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The cases of observance and violation of politeness maxims by communicants in the ego-state of natural Child

Gizatova G.F.


Nowadays, the study of human communication is of great importance in linguistics and psychology. In order to achieve smooth and conflict-free interaction it is necessary not only to respect the rules of politeness, but also to take into account the position of the speaker and the addressee. This explains the need to study many psychological factors in communication. This paper studies the ego-state of Natural Child in speech communication. Investigating the behavior of communicants in the ego-state of Natural Child, we rely on the theory of transactional analysis (E. Bern 1961) . According to this theory, the behavior of the speaker and the addressee in the ego-states of Natural Child varies from curious, inspiring, dreamy, and natural to the selfish, spiteful, shameless and impatient. The material for investigation is the dialogs from British and American fiction of XIX-XXI centuries. The dialogs contain the speaker and addressee’s replicas, meeting the essential requirements of the Principle of Politeness (G. Leech 1983) and the theory of transactional analysis. In our work we have applied hypothetical-deductive method, and methods of definitional and contextual analysis. The anylisis of our material demonstrates that communicants in the ego-state of Natural Child observe the maxims of generosity, tact and agreement, and violate the maxims of approbation, modesty and tact. Thus, the implementation of politeness maxims by communicants in ego-state of Natural Child depends entirely on their behavior.
Russian Journal of Linguistics. 2014;(4):132-139
pages 132-139 views

Irony as Inferred Contradiction

Alba-Juez L.


“If we acknowledge the existence of an Irony Principle, we should also acknowledge another ‘higher-order principle’ which has the opposite effect. While irony is an apparently friendly way of being offensive (mock politeness), the type of verbal behaviour known as ‘banter’ is an offensive way of being friendly (mock impoliteness).” Geoffrey Leech, Principles of Pragmatics (1983: 144) In this work I present some theoretical considerations about what I consider to be a permanent and ever-present feature of verbal irony, namely, inferred contradiction , which has to be distinguished from plain, direct (non-inferred) contradiction as well as from indirect negation , for a contradiction which is directly expressed cannot be interpreted as ironical (since it lacks a crucial component: inference), and an indirect negation may or may not be ironic (depending on the situation), and thus cannot be considered a permanent feature of the phenomenon. In spite of the fact that many scholars have proposed different theories in order to capture the essence of this intricate and complex phenomenon, not all of them have managed to find a feature or characteristic that applies to or is found in all possible occurrences of irony. I briefly discuss the tenets of some of the best-known of these theories, namely the Classical theories (Socrates, Cicero, Quintilian), the Echoic-Mention Theory (later Echoic Theory), the Echoic Reminder Theory, the Pretence Theory and the Relevant Inappropriateness Theory, trying to show that in all the types of irony emerging from these proposals (e.g. echoic irony, pretence irony, etc.) it can be observed that the irony is triggered by inferred contradiction . The one theory that according to my view and knowledge- seems to capture its whole essence to date is Attardo’s (2000) Relevant Inappropriateness Theory, to whose proposal I adhere, but I argue at the same time that inferred contradiction is another feature of irony (which goes hand in hand with relevant inappropriateness) that should be considered in any theoretical approach to irony. I also try to show how the feature of inferred contradiction is found in all the types of verbal irony identified by different authors (e.g. Alba-Juez’s 1995 negative, positive and neutral irony, Leech’s 1983, 2014 conversational irony, etc.), and thus conclude that this is a feature of irony that should be taken into consideration as a distinguishing and identifying characteristic of the phenomenon.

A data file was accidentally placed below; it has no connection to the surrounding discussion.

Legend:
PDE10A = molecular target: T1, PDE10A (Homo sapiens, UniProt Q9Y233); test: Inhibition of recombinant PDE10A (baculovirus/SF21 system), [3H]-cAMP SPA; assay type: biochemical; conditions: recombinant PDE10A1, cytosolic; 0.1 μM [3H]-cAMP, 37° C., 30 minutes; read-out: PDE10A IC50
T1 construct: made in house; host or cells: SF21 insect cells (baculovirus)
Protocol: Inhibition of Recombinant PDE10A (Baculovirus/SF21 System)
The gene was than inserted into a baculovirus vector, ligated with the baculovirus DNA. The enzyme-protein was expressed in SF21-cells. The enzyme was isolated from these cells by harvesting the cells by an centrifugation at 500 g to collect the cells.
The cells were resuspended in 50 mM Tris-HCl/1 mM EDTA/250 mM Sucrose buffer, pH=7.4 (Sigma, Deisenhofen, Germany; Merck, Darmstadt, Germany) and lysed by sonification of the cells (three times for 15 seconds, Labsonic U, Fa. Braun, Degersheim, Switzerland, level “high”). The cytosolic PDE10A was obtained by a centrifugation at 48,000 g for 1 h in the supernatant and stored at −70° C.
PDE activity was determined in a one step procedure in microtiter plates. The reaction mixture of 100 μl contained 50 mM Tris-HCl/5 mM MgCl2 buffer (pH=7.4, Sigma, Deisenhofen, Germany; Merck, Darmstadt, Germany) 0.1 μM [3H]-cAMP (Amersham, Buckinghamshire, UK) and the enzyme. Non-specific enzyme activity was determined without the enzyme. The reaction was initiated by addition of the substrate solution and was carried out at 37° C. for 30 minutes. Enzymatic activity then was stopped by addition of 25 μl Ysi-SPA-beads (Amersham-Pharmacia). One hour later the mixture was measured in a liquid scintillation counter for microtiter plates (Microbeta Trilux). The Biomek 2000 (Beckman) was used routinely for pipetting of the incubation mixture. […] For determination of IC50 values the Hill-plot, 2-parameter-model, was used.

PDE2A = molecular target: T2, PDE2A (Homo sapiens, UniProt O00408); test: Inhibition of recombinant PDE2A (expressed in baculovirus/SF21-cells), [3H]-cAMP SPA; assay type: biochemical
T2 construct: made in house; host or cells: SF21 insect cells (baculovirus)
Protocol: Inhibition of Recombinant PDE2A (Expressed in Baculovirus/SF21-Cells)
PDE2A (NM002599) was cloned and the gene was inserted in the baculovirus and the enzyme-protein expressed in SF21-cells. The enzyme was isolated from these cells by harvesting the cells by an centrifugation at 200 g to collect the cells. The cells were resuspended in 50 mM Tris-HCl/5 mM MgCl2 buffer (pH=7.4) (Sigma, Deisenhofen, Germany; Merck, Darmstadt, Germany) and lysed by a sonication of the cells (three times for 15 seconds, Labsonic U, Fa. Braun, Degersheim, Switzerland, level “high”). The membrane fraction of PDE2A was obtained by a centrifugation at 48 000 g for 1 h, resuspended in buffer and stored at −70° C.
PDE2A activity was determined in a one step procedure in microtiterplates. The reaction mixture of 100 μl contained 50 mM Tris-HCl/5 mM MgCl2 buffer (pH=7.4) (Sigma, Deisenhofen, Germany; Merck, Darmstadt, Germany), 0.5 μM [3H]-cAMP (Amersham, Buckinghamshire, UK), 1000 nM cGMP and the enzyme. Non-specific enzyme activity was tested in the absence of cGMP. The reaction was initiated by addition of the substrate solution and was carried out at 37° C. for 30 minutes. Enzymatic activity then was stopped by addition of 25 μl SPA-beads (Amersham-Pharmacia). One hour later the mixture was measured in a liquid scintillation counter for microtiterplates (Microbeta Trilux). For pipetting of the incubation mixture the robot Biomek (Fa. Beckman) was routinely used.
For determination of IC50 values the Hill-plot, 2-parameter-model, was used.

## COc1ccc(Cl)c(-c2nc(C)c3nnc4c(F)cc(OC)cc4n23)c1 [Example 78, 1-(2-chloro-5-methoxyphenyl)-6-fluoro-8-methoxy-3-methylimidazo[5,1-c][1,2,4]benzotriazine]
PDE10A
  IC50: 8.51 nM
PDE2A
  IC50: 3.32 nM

Russian Journal of Linguistics. 2014;(4):140-153
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Semantics and Pragmatics of a Linguistic Sign as Cultural Information Drivers

Ivanova S.V., Chanysheva Z.Z.